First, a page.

What is Organic Chemistry | Applications | Examples

Definition

You know that the element carbon has the unique property called catenation. Due to which it forms covalent bonds with other carbon atoms. It also forms covalent bonds with other elements like hydrogen, oxygen, nitrogen, sulphur, phosphorus and halogens. The resulting compounds are studied under a separate branch of chemistry called Organic Chemistry.

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Organic compounds are vital for sustaining life on earth and include complex like genetic information bearing decarboxylic acid (DNA) and proteins. That constitute essential compounds of our blood, muscles and skin. Organic chemicals appear in materials like clothing, fuels, polymers, dyes and medicines. These are some of the important areas of application of these compounds.

Science of organic chemistry is about two hundred years old. Around the year 1780, chemists began to distinguish between organic compounds obtained from plants and animals and inorganic compounds are prepared from mineral sources. Berzilius, a Swedish chemist proposed thata ‘vital force’ was responsible for the formation of organic compounds. However, this notion was rejected in 1828 when F. Wohler synthesised an organic compound,urea from an inorganic compound, ammonium cyanate.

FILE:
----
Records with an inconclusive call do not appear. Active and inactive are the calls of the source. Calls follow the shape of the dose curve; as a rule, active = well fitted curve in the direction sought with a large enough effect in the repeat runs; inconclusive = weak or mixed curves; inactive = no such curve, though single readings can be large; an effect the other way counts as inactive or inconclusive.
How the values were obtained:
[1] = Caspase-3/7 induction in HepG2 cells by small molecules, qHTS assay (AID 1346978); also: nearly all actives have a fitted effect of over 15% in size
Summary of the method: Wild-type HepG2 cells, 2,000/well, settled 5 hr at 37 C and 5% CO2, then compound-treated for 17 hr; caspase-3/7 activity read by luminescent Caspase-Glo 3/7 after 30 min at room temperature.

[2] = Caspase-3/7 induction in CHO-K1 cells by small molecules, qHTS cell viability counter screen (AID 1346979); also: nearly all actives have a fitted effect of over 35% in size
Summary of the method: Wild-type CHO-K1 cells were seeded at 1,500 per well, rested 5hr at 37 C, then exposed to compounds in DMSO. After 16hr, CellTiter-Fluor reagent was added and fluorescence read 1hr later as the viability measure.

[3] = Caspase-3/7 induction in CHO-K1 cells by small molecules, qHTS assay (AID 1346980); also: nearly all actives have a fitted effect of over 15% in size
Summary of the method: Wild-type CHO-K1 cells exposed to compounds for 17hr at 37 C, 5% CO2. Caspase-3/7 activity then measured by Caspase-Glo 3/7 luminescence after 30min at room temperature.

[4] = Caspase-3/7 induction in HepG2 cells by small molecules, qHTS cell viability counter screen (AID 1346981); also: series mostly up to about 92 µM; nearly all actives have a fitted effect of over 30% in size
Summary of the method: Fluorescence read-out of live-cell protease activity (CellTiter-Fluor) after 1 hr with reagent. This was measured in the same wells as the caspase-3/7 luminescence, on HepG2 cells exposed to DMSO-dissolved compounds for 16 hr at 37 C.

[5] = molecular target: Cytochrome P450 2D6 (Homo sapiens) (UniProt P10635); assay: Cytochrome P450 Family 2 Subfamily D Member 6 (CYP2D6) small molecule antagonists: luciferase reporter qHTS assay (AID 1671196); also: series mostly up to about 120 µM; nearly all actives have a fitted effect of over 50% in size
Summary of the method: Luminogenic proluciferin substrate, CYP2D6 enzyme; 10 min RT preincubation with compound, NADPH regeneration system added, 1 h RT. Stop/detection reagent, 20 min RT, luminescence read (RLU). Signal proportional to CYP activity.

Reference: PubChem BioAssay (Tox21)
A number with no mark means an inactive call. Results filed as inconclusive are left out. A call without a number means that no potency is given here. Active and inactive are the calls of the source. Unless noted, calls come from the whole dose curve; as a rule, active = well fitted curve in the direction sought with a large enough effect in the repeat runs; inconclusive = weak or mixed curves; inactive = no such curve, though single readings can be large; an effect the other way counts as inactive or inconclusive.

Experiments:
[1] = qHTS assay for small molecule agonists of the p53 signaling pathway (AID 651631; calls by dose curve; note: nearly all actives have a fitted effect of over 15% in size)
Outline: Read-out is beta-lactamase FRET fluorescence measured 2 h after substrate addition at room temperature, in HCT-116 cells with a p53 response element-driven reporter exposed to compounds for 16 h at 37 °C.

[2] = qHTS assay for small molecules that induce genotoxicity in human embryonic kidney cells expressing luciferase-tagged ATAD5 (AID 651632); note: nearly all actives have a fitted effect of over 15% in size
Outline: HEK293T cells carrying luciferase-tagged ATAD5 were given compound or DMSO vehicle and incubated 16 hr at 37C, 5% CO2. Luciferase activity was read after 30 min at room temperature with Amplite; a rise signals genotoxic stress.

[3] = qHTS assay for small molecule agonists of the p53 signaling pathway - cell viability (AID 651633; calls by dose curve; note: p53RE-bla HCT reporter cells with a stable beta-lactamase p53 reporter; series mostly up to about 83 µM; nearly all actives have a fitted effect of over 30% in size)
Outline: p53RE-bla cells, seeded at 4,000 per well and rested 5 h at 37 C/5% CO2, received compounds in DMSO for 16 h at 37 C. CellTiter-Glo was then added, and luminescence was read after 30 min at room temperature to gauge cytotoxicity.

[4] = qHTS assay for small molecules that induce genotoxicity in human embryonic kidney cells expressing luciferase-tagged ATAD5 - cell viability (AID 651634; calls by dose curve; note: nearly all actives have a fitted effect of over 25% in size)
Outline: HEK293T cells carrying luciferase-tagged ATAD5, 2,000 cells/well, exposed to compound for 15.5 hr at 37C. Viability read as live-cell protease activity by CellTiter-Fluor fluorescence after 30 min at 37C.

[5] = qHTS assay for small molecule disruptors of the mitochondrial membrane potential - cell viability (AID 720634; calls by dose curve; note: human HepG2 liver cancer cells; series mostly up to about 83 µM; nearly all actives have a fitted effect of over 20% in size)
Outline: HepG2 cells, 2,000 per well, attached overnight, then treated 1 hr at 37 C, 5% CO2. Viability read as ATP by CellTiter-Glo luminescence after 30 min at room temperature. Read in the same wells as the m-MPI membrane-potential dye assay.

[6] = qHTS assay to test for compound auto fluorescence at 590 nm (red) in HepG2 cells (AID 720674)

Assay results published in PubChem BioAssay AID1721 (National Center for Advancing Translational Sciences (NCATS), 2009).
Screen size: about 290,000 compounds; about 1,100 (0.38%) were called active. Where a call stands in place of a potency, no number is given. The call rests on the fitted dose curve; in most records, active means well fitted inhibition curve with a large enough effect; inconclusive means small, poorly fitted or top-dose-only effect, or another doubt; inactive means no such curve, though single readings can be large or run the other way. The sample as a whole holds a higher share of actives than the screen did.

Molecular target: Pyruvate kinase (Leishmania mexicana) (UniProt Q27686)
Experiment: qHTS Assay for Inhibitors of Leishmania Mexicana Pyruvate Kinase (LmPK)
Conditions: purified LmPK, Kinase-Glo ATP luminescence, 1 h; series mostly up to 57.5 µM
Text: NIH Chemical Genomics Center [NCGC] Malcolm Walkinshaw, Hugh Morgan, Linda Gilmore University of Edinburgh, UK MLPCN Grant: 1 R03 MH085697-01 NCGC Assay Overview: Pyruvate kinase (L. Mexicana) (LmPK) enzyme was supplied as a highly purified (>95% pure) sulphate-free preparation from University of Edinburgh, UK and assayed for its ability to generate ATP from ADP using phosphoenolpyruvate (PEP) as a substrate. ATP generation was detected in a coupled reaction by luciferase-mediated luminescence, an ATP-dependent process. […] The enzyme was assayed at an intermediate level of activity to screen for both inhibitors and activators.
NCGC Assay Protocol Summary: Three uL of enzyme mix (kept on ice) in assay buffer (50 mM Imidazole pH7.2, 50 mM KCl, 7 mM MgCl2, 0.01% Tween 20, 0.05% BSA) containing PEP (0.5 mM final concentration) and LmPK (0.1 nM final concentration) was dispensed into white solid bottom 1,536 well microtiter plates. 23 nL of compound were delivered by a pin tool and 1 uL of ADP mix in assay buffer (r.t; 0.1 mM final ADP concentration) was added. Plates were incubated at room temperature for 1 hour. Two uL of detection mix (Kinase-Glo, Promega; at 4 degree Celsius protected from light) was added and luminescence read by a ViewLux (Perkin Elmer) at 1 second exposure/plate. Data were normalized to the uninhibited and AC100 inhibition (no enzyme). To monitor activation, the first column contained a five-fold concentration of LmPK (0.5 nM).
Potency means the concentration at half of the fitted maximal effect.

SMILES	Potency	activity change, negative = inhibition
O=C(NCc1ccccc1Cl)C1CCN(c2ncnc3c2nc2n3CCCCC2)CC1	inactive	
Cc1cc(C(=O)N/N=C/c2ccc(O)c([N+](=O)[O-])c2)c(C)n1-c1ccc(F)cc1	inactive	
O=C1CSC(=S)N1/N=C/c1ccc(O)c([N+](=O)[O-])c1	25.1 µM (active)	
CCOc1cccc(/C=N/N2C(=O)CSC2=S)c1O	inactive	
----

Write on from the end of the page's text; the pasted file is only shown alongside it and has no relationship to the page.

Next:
History

Before the 18th century, chemists generally believed that compounds obtained from living organisms were endowed with a vital force that distinguished them from inorganic compounds. According to concept of vitalism (vital force theory), organic matter was endowed with a ‘vital force’. During the first half of the nineteenth century, some of the first systematic studies of organic compounds were reported. Around 1816 Michel Chevreul started a study of soaps made from various fats and alkalies. He seperated the acids that, in combination with the alkali, produced the soap.

Since these were all individual compounds. He demonstrated that it was possible to make a chemical change in various fats producing new compounds, without ‘vital force’. In 1828 Friedrich Wohler produced the organic chemical urea (carbamide), a constituent of urine, from inorganic starting materials is what is now called the Wohler synthesis. Although Wohler himself was cautions about claiming he had disproved vitalism. This was the first time a substance thought to be organic was synthesized in the laboratory without biological (organic) starting materials. The event is now generally accepted as indeed disproving the doctrine of vitalism.

In 1856 William Henry Perkin, while trying to manufacture quinine accidentally produced the organic dye now known as Perkin’s mauve. His discovery, made widely known through its financial success, greatly increased in organic chemistry.

A crucial breakthrough for organic chemistry was the concept of chemical structure, developed independently in 1858 by both Friedrih August Kekule and Archibald Scott Couper. Both researches suggested that tetravalent carbon atoms could link to each other to form a carbon lattice. And that the detailed patterns of atomic bonding could be discerned by skillful interpretations of appropriate chemical reactions.